The 2003 Paris Air Show, held June 15 to 22, opened against a backdrop of bitter transatlantic political disputes over France’s opposition to the U.S.-led Iraq War and the future of the Middle East. It ended with carriers from that region providing the whole aerospace industry with a welcome financial shot in the arm by placing multi-billion-dollar orders for new airliners.
The FAA is again asking for public comments on its review of FAR Parts 135 and 125, which started last month in Washington, D.C. An aviation rulemaking committee made up of industry representatives met over three days to address about 130 issues.
Northrop Grumman rates its chances of clinching the KC-X contract as only 50 percent, if the U.S. Congress intervenes in the decision. Paul Meyer, who heads the company’s bid team, told Aviation International News of his confidence that the Pentagon would select the KC-45 again the second time around. But he fears that protectionist sentiment could overturn the verdict.
Yesterday AgustaWestland and Boeing signed an agreement to jointly manufacture the Boeing CH-47F Chinook helicopter for the Italian army. AgustaWestland serves as the prime for the Italian contract, and takes responsibility for design and systems integration, plus delivery. Boeing Rotorcraft Systems plans to build the Chinook fuselages at its plant at Ridley Park, Pennsylvania.
Dubai Aerospace Enterprise (DAE) Capital plans to acquire ten Boeing 747-8Fs and eight 777Fs from Emirates Airline in a split purchase and leaseback agreement that will increase its lease portfolio to 49 aircraft. DAE Capital has 200 Airbus and Boeing aircraft on order for delivery during 2010-13
IATA director general Giovanni Bisignani lambasted European governments for their alleged greediness for environmentally inefficient taxes here yesterday.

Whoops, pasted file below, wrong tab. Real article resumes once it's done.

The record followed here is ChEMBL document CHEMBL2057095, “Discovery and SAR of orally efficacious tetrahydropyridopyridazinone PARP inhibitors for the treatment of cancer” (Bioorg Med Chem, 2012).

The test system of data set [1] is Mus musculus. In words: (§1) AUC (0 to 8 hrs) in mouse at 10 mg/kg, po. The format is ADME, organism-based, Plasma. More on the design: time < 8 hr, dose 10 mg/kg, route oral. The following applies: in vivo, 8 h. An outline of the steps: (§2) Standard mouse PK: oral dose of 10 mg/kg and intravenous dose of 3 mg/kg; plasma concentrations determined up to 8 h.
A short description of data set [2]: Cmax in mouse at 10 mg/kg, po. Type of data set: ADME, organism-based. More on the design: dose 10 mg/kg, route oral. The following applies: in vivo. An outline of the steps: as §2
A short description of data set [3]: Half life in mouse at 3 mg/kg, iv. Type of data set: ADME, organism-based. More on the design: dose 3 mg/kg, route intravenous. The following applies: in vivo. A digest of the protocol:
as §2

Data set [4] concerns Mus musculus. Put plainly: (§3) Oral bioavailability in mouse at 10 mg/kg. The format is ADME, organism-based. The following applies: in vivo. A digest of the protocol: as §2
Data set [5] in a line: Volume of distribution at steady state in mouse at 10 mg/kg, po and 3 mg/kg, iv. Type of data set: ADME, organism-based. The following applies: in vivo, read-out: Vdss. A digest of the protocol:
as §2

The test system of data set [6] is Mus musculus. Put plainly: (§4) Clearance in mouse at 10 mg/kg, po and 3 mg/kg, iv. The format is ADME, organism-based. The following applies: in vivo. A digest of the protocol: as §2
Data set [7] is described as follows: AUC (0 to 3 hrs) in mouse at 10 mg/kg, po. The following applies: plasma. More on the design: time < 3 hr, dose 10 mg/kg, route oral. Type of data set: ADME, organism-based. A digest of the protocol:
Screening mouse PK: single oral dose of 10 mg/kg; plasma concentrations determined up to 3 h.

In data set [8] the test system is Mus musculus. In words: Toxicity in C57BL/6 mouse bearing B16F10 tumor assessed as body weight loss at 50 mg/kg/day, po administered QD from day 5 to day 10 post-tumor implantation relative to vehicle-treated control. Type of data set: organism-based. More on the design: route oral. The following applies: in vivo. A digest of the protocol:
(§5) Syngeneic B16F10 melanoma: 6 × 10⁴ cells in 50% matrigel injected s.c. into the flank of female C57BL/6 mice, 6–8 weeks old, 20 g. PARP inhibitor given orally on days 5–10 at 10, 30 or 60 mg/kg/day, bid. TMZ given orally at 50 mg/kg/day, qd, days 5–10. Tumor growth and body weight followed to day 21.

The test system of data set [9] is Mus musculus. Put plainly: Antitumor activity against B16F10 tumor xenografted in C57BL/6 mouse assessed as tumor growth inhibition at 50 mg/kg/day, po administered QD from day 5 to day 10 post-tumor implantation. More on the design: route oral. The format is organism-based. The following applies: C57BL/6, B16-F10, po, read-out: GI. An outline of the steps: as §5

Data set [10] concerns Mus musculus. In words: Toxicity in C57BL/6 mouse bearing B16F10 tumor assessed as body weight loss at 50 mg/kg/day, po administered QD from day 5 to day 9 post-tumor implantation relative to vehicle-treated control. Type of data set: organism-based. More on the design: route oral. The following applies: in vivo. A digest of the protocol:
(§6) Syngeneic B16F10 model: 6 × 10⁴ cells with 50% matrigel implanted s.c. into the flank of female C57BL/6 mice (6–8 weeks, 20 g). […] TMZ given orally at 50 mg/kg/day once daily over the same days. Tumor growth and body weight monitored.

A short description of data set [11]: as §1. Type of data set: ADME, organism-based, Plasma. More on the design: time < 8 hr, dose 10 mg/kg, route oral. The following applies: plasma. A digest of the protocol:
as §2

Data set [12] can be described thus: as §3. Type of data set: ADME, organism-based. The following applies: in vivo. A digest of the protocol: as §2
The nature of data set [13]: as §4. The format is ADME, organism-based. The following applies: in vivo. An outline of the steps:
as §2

For the third day running, Airbus and Boeing defied pessimistic predictions of softening demand for airliners with new contracts collectively worth almost $6 billion.
Reportedly rising at 4 a.m. to work a 16-hour day at Boeing Commercial Airplanes division’s Everett plant in northwest U.S., Boeing 787 program vice president and general manager Pat Shanahan has been “a little busy.” Accordingly, the biggest question at Farnborough International– from those used to seeing him only at the factory–has been, “What are you doing here?”
The U.S. FAA granted avionics display provider Barco FAR Part 145 repair station authorization at its service center in Duluth, Georgia. The approval enables Barco to perform maintenance on control display units and flight displays used in a variety of airplanes, including the Boeing 737-700, Lockheed C-130J, Lockheed C-5, Pilatus PC-12 and Grob SPn.
Despite a second-quarter charge of approximately 22 cents per share for delays on its airborne early warning & control (AEW&C) program, Boeing expects per-share earnings of $5.70 to $5.85 in 2008. The company also continues to expect strong double-digit earnings growth in 2009 with earnings per share unchanged at $6.80 to $7.